Our immigration policy is anti-family

Our immigration policy is a disgrace

The story of Felipe Montes is horrifying but not an isolated incident. Montes, who had lived in the United States for nine years before being deported, left behind his wife Marie and their three children. Their youngest had just been born a couple months earlier, and Marie had fallen ill. She survived on disability with Felipe gone. And, of course, the story only gets worse from there:

 Less than two months after their baby was born, just two weeks after Felipe was loaded onto a plane and deported to Mexico, the Allegheny County child welfare department took the children from Marie and put them in foster care.

Allegheny County has already convinced a judge to end family reunification efforts with Marie Montes. She wants the children to be placed with their father. “If they can’t be with me, I want them to be with him,” she said. “Nobody is a better father than he is.”

But next week, on February 21, the county’s Department of Social Services plans to ask a judge to cease all efforts to reunify the family and put the children into adoption proceedings with foster families. Though Felipe Montes was his children’s primary caregiver before he was deported and has not been charged with neglect, the child welfare department nonetheless believes that his children, who have now been in foster care for over a year, are better off in the care of strangers than in Mexico with their father.

For Montes, this feels tantamount to kidnapping.

“I cannot find the words to tell you how important my kids are to me. I would do anything for them,” he told Colorlines.com, speaking on his cell phone in Mexico while on a break from his job at a farm. “In this world there are many injustices. At the very least, I would like them to send my kids to Mexico.”

The tragedy here underscores a larger tragedy with the US immigration system. US-born children who are deported with their undocumented parents are not counted by the government, not included in their tallies. When we hear that 400,000 undocumented immigrants were deported, how many of those took their US-born children with them? What are the true figures?

The tragedies stack up. When Felipe Montes was deported, his economic productivity was lost. That’s an immediate loss for the country and his community. A worker and a consumer simply disappeared from the local economy. Worse still, his wife could no longer support their children due to her illness and the loss of income. That obviously has a direct economic impact on that family (not to mention the emotional impact.)

Compounding the economic strain this created, now the the taxpayer is footing the bill for the childrens’ welfare, sucking even more money out of the economy and pumping it into the badly broken foster care system. It’s one thing if kids are taken from truly abusive homes and placed into foster care – that’s a state service born out of inevitability and mercy. But when it’s the result of an immoral immigration policy that is at once harmful to the broader economy and to the lives of very real, very innocent people it’s just unconscionable.

Colorlines has a full report on the growing number of children – numbering in the thousands – who face a similar fate. But countless more face deportation themselves. These are real people, torn by force from the only home or family they’ve ever known because of a rule that is at once economically backwards and utterly devoid of compassion.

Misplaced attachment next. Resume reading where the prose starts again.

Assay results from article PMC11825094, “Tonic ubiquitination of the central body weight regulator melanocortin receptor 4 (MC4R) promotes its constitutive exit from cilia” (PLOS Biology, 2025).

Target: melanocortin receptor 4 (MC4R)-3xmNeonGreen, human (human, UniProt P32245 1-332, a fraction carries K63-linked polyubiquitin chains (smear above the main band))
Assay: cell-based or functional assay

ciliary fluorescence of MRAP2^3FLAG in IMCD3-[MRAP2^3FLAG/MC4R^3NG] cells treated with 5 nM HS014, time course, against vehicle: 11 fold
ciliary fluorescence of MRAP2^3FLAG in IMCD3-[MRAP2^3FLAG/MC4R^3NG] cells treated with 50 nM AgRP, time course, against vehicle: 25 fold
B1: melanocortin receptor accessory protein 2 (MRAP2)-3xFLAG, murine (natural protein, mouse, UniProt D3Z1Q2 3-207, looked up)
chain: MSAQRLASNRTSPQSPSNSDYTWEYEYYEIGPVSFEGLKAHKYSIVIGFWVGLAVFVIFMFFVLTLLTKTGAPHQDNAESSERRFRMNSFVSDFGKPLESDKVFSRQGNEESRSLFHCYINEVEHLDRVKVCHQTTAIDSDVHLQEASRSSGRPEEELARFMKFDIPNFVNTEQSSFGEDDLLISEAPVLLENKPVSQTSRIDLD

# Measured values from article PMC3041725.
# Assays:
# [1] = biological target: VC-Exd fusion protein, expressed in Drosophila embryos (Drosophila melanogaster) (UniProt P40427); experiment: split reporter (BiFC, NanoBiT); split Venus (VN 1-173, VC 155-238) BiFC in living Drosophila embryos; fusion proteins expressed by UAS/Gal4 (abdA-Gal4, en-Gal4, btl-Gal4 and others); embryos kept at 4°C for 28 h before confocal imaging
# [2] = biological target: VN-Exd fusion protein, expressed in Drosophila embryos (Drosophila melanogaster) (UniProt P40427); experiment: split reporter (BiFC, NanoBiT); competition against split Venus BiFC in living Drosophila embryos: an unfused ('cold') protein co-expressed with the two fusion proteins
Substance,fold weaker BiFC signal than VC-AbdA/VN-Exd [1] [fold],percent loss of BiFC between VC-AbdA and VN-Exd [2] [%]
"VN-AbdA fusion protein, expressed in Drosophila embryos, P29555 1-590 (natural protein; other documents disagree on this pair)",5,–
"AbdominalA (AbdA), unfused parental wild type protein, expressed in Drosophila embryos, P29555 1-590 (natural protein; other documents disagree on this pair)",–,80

We should be encouraging immigration – as much of it as possible – and the free movement of people across borders. The side effects of our immigration policy are so numerous: coyotes smuggling people in horrifying and often life-threatening conditions; sexual assault of women and girls who try to emigrate from their home countries; the destruction of families; economic hardship and unnecessary suffering. The list goes on and on and on.

Economic illiteracy and unbridled nationalism fuel our immigration policy. Real people suffer the consequences. Real people, despite their linguistic dissimilarities and darker skin, suffer because of abstract, old-fashioned ideas about borders. In the case of the Montes family, the youngest child – now one year old – lives with a different foster family than his brothers. Felipe has never met his youngest son, having been detained prior to the child’s birth.

As a parent, I cannot even begin to imagine this – to imagine first being detained during the birth of my child, and then to learn that they’d been taken away by the state and placed with strangers. The heartbreak is too much. The choices we ask people to make are too enormous. It should weigh heavy on our mind, those of us who face no such calamities.

It’s just inexplicable to me that people who tout their “family values” bona fides could support such a monstrous policy.

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Keynes and Hayek revisited


I’ve been thinking about this video lately, which is really quite excellent, and it struck me that the two economist-rappers are essentially not arguing at all – they’re simply talking past one another.

Keynes is talking specifically about what to do in an economic recession. Hayek is talking much more broadly about the economy itself. Keynes isn’t really arguing for central planning so much as he’s advocating an increase public spending to make up for the downturn in private spending. Hayek, on the other hand, is describing why central planners inevitably fail, and that government policies aimed at hitting full employment, for instance, might have unintended consequences.